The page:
Ted Chen, Thomas Bravo
District Attorney Steve Cooley says he doesn't think County Assessor John Noguez should be in position in light of an investigation that questions whether Noguez accepted brices and lowered property tax assessments for associates and supporters. Ted Chen reports from Downtown Los Angeles for the NBC4 News at 5 p.m. on May 16, 2012.
L.A. County's top prosecutor said Wednesday that the corruption probe of County Assessor John Noguez could culminate in criminal indictments, and called on the embattled tax official to resign.
"I don't think he should be there," District Attorney Steve Cooley said. "In my view, he should resign in the light of everything that's come out publicly."
The investigation, which started out looking at whether Noguez lowered the property tax assessments for associates and supporters, and has grown to include the question of whether he accepted bribes, is one of the most important cases the county has faced in decades, Cooley said.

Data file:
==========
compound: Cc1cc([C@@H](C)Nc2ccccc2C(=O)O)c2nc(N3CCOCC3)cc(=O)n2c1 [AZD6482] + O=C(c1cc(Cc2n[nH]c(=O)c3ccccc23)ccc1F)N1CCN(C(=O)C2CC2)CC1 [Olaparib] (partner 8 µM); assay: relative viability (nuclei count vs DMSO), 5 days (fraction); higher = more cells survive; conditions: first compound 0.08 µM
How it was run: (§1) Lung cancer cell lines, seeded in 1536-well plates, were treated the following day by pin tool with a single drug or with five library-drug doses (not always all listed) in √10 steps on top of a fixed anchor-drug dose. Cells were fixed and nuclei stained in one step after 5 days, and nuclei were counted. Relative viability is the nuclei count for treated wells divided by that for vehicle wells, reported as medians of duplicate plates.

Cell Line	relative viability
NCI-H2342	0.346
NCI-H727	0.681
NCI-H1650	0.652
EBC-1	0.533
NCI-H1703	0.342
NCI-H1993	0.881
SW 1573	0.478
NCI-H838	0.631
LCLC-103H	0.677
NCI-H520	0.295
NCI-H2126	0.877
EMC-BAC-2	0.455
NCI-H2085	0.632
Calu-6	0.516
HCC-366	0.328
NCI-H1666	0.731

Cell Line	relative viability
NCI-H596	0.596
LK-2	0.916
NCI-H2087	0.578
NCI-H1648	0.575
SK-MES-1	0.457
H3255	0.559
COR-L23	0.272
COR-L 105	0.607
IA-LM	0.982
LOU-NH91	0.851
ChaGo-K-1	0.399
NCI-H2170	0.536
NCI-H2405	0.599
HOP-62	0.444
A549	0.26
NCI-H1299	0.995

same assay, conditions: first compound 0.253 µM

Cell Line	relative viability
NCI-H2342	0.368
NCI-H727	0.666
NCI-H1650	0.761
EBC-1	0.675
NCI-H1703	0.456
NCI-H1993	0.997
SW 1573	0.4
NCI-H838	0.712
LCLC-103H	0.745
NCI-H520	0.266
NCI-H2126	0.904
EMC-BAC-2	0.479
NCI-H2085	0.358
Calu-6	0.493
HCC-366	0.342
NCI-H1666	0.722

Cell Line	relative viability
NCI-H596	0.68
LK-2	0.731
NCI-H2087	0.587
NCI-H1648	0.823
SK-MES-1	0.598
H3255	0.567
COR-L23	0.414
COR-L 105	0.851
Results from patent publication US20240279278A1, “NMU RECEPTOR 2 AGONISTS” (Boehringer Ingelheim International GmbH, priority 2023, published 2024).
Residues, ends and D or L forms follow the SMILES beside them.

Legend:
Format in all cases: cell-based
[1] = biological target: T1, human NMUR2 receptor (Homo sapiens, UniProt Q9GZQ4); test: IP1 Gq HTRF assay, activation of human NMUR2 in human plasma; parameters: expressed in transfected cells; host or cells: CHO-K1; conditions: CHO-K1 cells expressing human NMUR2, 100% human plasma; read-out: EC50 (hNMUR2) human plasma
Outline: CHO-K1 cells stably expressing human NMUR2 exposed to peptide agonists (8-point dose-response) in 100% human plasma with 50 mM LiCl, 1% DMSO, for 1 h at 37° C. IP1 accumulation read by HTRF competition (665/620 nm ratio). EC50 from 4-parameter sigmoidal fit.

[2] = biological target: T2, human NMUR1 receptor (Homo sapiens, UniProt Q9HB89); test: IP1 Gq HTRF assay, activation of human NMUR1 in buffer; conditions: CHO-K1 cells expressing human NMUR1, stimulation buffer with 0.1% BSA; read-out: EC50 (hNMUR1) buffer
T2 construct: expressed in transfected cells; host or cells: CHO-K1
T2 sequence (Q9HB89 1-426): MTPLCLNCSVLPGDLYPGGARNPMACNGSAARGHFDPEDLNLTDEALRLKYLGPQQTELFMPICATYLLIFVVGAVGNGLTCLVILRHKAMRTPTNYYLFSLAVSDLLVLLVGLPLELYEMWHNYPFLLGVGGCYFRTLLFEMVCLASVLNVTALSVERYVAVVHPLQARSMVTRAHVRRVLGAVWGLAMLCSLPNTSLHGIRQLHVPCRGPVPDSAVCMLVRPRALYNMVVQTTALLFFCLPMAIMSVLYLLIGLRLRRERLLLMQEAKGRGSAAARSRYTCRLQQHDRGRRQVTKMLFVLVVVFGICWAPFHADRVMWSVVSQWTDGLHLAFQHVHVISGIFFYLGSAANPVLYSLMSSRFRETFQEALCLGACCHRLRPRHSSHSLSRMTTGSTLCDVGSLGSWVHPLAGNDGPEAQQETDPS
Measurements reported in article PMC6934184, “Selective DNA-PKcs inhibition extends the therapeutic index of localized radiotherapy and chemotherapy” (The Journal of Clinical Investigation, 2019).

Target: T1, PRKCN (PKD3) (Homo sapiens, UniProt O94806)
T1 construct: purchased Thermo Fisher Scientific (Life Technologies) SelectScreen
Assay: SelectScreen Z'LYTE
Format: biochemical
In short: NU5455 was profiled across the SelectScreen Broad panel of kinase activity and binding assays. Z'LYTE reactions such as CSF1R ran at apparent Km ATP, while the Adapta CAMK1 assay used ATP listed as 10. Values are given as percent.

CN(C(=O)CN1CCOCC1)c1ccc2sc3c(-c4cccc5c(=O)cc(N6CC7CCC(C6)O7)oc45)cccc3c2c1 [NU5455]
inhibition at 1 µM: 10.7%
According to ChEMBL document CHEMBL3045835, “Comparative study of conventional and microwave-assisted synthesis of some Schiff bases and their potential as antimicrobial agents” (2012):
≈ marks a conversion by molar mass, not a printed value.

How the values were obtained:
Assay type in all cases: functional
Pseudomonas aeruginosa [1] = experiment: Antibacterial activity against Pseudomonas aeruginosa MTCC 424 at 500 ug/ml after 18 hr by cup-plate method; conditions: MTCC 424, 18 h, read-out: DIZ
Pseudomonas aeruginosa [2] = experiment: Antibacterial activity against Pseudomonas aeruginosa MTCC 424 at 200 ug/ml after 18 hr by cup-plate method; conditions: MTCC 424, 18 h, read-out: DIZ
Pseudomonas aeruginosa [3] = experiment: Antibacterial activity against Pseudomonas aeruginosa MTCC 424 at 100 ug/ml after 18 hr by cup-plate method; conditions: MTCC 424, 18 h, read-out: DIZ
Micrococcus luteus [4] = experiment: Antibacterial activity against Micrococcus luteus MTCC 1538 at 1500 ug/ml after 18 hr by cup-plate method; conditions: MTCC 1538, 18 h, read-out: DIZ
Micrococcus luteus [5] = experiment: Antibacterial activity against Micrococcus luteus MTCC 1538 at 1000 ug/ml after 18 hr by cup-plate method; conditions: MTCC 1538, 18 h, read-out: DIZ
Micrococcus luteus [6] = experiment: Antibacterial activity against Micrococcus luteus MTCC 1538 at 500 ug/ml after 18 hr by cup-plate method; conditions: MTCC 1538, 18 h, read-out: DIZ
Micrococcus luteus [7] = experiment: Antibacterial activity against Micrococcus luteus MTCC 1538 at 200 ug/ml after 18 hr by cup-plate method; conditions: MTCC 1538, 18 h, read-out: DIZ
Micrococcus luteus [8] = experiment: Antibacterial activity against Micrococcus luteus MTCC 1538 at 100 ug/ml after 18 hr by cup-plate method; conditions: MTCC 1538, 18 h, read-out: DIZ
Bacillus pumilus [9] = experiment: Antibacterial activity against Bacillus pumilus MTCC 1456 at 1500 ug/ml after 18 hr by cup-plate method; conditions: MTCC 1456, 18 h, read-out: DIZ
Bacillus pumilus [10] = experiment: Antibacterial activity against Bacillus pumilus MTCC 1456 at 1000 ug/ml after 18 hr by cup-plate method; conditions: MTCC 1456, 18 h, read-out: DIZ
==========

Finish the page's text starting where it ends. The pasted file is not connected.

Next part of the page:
"This is a hugely important matter," Cooley said. "It's a very important case in my experience in four decades in the D.A.'s office. It may be the most important in Los Angeles County."
Cooley said the investigation was now "multi-faceted" and involved many people, both inside and outside of the assessor's office.
Louis Reyes, a spokesman for the assessor's office, said Noguez had "no intention whatsoever" of stepping down.
"He is still working," Reyes said. "He believes once this is completed, he will be cleared of any issues."
The investigation, which began last year, heated up last month when search warrants were served on several assessor's offices. Investigators also searched the office of a Noguez supporter in Arizona.
Reyes said that the department was cooperating with the D.A.'s office, and that employees were attempting to carry on with their regular jobs despite the stresses of the investigation.